Take a walk down your local grocery store aisle, and you are looking at the product of a complex operation that keeps those shelves stocked with just enough product . . . at least that is what the company hopes. Add hundreds or even thousands of store locations to the mix, and then you will begin to understand just how challenging it can be for companies to manage their inventory levels.
This week's episode of Industry Focus: Consumer Goods dives into inventory management. Hosts Sean O'Reilly and Vincent Shen talk about how companies approach this balancing act, the differences across retail sectors, key investor metrics, and one company that has seemingly perfected its operations to deliver incredible margins and profits.
A full transcript follows the video.
This podcast was recorded on May 17, 2016.
Sean O'Reilly: This episode of Industry Focus is brought to you by Rocket Mortgage by Quicken Loans. Rocket Mortgage brings the mortgage process into the 21st century with a fast, easy, and completely online process. Check out Rocket Mortgage today at quickenloans.com/fool.
Welcome to Industry Focus, the podcast that dives into a different sector of the stock market every day. Today is Tuesday, May 17th, so we're talking about consumer goods. I'm joined by Motley Fool analyst Vincent Shen, who's going to take us to school on that most exciting of topics, retail inventory management. How's it going, Vince?
Vincent Shen: I'm doing well, Sean. I personally think it's quite exciting, actually.
O'Reilly: Oh man, I didn't even need coffee to do this. I'm so excited.
Shen: (laughs) Realistically, and on a more serious note, this is a really important part of the business for a lot of retailers. I'll take you through the gamut of some of the different sectors we think of, how they manage it, and then take you to the gold standard with a company that has truly outdone many of its competitors.
O'Reilly: Would you say that inventory management might be, other than advertising, the most important thing that a retailer can do?
Shen: I think, for some of the companies that we'll talk about, it's a huge differentiator for them, and something that has allowed them to win really strong margins, to gain incredible scale. Think of Wal-Mart (NYSE:WMT), for example, who we'll touch on briefly. But before I get into any of that stuff, Sean, don't you have anything to mention for today's show?
O'Reilly: OK. I'm actually going to be stepping back from the consumer goods and the tech shows to focus more exclusively on the energy show. So Vince, you'll be having lots of cool guest stars and everything. People got a taste of what I'm going to be doing with the energy show last week when I had Daniel Sparks on -- not only a Tesla shareholder, but a Tesla owner -- and we talked about their driverless mode, and the future of Tesla, its valuation, and so on. It's exciting. We're continuing to improve Industry Focus, and one of the ways we're doing that is diversifying our contributors. I think it's a good move.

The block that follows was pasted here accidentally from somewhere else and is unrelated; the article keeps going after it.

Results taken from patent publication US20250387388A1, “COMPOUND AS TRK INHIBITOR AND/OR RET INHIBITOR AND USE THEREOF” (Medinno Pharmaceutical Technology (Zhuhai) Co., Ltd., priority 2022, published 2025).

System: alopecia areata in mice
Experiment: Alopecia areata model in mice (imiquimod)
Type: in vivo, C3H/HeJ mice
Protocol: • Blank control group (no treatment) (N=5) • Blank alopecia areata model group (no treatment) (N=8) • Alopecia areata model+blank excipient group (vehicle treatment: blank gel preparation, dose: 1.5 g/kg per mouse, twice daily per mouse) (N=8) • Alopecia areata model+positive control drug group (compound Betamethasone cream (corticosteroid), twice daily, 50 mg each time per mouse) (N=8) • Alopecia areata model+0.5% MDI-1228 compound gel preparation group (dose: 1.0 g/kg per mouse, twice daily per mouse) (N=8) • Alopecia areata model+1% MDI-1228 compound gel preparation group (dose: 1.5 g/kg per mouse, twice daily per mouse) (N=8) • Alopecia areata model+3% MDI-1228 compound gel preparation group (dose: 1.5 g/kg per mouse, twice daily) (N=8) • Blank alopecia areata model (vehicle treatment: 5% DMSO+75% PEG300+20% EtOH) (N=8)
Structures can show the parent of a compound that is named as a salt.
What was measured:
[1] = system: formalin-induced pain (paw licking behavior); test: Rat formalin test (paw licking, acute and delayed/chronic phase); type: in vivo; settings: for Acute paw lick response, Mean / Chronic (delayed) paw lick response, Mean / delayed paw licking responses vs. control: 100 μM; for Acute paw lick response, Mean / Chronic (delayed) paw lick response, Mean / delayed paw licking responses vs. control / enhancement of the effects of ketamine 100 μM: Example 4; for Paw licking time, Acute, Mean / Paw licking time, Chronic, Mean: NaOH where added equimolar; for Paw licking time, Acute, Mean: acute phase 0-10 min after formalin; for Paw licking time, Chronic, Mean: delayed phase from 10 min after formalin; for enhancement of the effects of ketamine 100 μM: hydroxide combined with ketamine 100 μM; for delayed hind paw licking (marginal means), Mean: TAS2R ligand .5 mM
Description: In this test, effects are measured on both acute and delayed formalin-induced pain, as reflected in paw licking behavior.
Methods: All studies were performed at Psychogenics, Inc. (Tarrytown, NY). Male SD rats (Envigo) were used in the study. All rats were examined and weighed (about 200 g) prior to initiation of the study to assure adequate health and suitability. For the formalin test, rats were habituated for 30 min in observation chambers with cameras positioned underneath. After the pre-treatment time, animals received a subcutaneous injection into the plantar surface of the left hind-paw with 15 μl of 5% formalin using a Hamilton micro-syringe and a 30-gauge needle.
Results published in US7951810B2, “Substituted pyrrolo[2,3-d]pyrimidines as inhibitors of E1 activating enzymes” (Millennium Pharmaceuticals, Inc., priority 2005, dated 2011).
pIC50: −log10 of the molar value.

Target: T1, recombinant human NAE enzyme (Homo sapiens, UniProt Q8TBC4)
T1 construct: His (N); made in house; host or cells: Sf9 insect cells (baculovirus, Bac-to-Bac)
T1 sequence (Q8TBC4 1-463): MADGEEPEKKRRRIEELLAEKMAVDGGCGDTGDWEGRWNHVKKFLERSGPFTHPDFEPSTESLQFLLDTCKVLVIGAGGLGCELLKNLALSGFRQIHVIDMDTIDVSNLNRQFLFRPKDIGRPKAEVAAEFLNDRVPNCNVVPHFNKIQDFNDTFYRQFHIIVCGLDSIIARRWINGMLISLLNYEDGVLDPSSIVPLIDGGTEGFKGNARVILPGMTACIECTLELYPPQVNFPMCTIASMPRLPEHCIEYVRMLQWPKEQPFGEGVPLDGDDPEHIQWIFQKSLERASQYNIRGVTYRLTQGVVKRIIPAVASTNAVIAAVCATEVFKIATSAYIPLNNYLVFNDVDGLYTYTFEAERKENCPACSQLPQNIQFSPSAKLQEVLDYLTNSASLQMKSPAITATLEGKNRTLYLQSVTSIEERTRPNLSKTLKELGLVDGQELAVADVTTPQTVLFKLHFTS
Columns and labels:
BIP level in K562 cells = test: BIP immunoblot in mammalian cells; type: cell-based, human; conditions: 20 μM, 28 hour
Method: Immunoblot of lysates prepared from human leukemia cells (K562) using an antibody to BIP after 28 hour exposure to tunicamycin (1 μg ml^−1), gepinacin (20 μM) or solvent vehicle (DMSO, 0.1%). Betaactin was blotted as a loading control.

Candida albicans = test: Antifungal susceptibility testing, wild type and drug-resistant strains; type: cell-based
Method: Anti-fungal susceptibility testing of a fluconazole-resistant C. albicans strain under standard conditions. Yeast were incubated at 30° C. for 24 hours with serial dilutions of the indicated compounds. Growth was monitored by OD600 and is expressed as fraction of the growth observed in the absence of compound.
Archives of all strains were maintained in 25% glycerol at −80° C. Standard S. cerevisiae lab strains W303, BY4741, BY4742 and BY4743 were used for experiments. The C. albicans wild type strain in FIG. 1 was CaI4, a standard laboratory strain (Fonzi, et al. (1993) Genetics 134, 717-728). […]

Shen: Sean, I have to say, after over a year of doing IF with you, I'm going to miss you.
O'Reilly: I bet. This is what I was most sad about, like, "Oh, I won't get to hang out with Vince and Dylan now." I'll just have to go to lunch with you guys more, or something.
Shen: And I know you like talking about your energy and industrial companies, but come on... you know the fun stuff is in tech and consumer goods.
O'Reilly: I know! Like inventory management!
O'Reilly: So, for the listener who's rolling their eyes right now, not only because of our bad jokes, but also because of the fact that we're about to talk about Inventory management of retailers, can you draw them in a little bit, explain what it is -- maybe jazz it up a little?
Shen: Sure. Broad context, this is the idea that there's a lot involved when you walk down the aisle at a grocery store, a clothing store, or even a big-box store like a Target or a Wal-Mart. There's a lot involved with keeping this shelves stocked with the product you want. There's SKUs, which are essentially the numbers they assign to identify these products. When you have, let's say, a thousand store locations, and each of the store location -- at a big-box store, for example -- has potentially tens of thousands of SKUs. This becomes a huge, huge operational challenge.